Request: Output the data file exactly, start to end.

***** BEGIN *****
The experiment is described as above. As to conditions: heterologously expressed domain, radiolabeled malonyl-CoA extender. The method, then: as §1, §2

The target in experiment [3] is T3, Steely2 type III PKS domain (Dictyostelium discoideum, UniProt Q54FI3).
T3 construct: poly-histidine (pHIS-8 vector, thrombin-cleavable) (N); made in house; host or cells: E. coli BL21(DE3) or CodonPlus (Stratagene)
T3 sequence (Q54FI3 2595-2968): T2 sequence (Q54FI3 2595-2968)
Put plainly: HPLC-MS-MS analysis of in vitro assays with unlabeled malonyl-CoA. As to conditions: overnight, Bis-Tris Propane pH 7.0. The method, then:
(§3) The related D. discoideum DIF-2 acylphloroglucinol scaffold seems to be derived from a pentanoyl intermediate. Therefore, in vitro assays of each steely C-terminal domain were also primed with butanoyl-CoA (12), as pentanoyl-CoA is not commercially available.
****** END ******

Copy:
The experiment is described as above. As to conditions: heterologously expressed domain, radiolabeled malonyl-CoA extender. The method, then: as §1, §2

The target in experiment [3] is T3, Steely2 type III PKS domain (Dictyostelium discoideum, UniProt Q54FI3).
T3 construct: poly-histidine (pHIS-8 vector, thrombin-cleavable) (N); made in house; host or cells: E. coli BL21(DE3) or CodonPlus (Stratagene)
T3 sequence (Q54FI3 2595-2968): T2 sequence (Q54FI3 2595-2968)
Put plainly: HPLC-MS-MS analysis of in vitro assays with unlabeled malonyl-CoA. As to conditions: overnight, Bis-Tris Propane pH 7.0. The method, then:
(§3) The related D. discoideum DIF-2 acylphloroglucinol scaffold seems to be derived from a pentanoyl intermediate. Therefore, in vitro assays of each steely C-terminal domain were also primed with butanoyl-CoA (12), as pentanoyl-CoA is not commercially available.